International Women’s Day – An Interview With A Female Pilot

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It’s International Women’s Day 2020 today, and in celebration of the female aviators out there, we thought we’d catch up with a pilot from one of the most gender-balanced airlines out there – airBaltic. The Latvian airline has an impressive 50% split of women and men in its operation, many of which are in leadership positions.

International womens day female pilot
Annika Ruusmäe has worked for airBaltic since graduating. Photo: airBaltic

Becoming a pilot for airBaltic

Simple Flying caught up with Annika Ruusmäe, a pilot working for airBaltic. We were curious to find out what drew her to this career, and how easy it was as a woman to find work and support in the industry. She told us,

“For me, becoming a pilot was not a childhood dream. Instead, it came to me when I was around 14 years old. I guess I fell in love with aviation thanks to my best friend. Her mother was flying gliders, and I spent a lot of my summers in the gliding club with them.

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“Seeing aircraft take-off and glide around the field seemed so fascinating and amazing to me. After some time, I had made up my decision to apply for a student pilot position in the Estonian Aviation Academy, and that’s how it all started!”

Tallinn Malaga airBaltic
airBaltic has an outstanding gender balance compared with the rest of the industry. Photo: airBaltic

We asked Annika whether it was tricky to find her first job after qualifying as a pilot, and whether there was a bias towards male candidates for the job. She said,

“I graduated at a perfect time in terms of job availability in the aviation sector. It is not very common to get a job in commercial aviation coming straight from flight school. So, I have to say that airBaltic is offering an amazing opportunity to start a career in aviation. And I definitely didn’t feel biased against during the process.”

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Working with men

Despite airBaltic’s excellent gender balance across its operations, when it comes to being a pilot, there is still a firm skew towards men. That’s normal across all airlines, and is something many carriers are actively looking to balance out as they move forward. We asked Annika what it’s like working in a male-dominated environment. She told us,

“Well, I don’t feel that this is really a male-dominated environment. Most of our office and cabin crew are women. Currently, 6% of all pilots at airBaltic are women, and there are many more coming through as cadets, our future employees, in our airBaltic Pilot Academy. Even more women are applying now and airBaltic strongly supports the diversity principle and has committed to achieve full gender equality on all levels of operations. Employees genuinely feel this approach.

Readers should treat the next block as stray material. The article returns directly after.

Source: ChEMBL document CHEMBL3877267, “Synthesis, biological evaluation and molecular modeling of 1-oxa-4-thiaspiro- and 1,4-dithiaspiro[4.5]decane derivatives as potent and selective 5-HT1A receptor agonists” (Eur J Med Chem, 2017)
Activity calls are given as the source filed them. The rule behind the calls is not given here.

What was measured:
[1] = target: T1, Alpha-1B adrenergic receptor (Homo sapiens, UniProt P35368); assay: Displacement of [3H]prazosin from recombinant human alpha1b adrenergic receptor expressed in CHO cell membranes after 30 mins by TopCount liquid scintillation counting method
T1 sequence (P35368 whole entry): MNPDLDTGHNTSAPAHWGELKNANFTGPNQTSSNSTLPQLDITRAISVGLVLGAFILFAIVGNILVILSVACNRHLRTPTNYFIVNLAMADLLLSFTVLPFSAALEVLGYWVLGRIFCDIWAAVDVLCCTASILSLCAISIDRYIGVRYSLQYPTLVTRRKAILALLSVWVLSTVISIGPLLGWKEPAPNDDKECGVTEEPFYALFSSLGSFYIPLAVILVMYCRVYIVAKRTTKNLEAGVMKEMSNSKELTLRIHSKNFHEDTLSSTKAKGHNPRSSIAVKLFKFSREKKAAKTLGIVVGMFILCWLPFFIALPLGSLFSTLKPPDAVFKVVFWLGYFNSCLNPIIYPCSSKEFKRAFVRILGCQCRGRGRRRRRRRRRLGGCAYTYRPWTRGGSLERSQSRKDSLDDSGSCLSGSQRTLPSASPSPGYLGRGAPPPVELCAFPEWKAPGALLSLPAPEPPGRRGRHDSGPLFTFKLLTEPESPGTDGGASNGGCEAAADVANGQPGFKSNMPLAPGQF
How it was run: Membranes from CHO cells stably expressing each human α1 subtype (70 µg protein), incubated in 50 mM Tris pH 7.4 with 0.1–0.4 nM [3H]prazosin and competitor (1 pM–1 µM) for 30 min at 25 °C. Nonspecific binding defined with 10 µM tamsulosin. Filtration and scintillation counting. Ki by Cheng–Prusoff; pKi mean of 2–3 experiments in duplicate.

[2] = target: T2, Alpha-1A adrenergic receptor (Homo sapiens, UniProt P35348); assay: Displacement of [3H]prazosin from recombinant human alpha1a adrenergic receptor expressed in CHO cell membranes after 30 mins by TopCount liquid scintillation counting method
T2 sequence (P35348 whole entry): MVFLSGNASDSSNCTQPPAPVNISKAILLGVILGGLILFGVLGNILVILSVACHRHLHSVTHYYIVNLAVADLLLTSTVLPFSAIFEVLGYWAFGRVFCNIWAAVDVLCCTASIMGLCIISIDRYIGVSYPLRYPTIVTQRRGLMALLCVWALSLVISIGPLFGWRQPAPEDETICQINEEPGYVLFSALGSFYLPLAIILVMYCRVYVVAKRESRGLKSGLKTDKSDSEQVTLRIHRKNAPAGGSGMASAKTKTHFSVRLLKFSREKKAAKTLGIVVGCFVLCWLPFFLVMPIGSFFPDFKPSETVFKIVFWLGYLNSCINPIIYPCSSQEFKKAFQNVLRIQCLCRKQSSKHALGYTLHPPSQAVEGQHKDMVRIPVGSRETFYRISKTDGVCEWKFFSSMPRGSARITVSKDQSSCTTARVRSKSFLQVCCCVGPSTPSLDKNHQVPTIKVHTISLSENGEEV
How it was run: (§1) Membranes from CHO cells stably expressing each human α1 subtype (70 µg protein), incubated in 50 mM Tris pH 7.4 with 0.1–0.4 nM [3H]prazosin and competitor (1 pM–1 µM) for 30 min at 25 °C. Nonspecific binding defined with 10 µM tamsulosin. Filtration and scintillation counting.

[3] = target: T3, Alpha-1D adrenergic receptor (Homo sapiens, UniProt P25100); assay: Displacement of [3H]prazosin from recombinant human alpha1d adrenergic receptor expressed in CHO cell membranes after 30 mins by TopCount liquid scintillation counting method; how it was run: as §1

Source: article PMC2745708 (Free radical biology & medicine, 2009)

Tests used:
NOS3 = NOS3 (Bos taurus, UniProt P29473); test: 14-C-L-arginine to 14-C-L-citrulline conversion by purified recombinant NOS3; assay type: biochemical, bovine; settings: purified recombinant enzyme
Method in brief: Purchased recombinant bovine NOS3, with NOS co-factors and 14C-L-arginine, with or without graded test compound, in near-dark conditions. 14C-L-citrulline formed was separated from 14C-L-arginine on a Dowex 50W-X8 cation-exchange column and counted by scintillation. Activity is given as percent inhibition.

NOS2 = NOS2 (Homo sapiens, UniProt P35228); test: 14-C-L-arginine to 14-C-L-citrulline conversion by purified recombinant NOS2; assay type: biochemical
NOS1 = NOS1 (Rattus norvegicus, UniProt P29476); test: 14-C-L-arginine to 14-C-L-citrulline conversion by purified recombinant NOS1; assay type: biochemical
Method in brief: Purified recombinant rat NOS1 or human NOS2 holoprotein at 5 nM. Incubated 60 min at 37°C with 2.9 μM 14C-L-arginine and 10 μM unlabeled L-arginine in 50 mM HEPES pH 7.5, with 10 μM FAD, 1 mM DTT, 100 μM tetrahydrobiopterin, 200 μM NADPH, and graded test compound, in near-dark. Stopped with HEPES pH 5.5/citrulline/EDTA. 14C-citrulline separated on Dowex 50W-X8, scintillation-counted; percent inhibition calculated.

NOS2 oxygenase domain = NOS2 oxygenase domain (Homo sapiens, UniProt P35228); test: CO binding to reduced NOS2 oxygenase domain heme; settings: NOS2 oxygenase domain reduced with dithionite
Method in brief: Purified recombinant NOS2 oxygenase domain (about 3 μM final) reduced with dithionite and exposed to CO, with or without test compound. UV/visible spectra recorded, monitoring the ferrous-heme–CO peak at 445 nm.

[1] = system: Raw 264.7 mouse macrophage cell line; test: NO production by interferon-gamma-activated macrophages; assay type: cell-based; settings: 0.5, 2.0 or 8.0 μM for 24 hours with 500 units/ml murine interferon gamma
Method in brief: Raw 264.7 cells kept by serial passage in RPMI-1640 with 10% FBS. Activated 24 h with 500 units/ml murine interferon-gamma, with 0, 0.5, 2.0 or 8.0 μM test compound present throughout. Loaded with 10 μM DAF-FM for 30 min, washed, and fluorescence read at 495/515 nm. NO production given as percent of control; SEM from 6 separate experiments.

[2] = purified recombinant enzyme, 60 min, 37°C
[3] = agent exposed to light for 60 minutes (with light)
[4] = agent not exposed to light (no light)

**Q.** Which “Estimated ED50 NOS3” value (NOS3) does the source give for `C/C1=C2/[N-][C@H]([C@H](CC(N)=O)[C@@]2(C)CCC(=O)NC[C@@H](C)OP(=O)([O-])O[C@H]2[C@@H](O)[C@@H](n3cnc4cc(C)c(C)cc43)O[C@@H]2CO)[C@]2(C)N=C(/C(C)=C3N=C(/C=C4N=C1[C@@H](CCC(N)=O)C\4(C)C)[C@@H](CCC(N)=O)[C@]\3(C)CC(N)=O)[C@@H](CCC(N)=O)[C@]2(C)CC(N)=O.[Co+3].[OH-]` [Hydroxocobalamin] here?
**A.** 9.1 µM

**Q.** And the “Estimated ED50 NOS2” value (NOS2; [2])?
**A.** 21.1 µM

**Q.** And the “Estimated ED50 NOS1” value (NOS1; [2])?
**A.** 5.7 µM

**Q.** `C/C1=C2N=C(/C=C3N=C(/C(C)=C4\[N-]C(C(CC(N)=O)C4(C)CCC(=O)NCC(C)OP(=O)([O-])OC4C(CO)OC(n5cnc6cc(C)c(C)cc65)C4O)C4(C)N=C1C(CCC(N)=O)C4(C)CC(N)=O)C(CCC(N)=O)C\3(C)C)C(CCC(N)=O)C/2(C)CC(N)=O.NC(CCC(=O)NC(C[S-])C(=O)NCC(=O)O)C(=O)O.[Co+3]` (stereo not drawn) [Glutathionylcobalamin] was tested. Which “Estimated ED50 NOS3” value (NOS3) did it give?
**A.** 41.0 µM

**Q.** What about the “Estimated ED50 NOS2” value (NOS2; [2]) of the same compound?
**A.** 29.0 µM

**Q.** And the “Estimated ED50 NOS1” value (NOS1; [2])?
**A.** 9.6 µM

“If we are talking about the environment in the flight deck, then I feel like we are all just doing our jobs. I enjoy sharing my work with other aviation enthusiasts who love what they are doing, and for me, it is only working together with other pilots.”

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International womens day female pilot
She says she has not felt as if she was treated any differently. Photo: airBaltic

We asked her how airBaltic is different; how it has succeeded in promoting a healthier gender balance than some of its competitors. Annika said it all comes down to the attitude of the airline,

“I have not felt biased or treated somehow differently because I’m a woman not in my flight school nor at airBaltic.”

What can we learn from this?

Despite all the best efforts of airlines and industry bodies to promote aviation to women, and to some extent simply to get more girls to embrace STEM careers, there is still a lack of interest. We asked Annika for her take on what the barriers to getting into aviation are; she told us,

“I would say that there is no reason for women to give up their dreams to build careers in aviation. Just the prejudice people tend to have is that aviation is for men only. And for some people that is often enough to leave their dreams behind. It is easy to give up and not even try because people are afraid to fail.”

International womens day female pilot
Annika flies airBaltic’s A220 aircraft. Photo: airBaltic

And the advice she’d give to other women aspiring to be pilots, engineers or to work in another capacity in aviation?

“It is so important to like what you are doing. Especially if we are talking about becoming a pilot, which is a very specific and demanding profession. I believe that everyone should be able to do what they strive for, may it be aviation, farming or fashion design. And if you succeed in that, it might be one of the greatest things in your life.”

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Shabana

Need to get tirrend
to come a pilot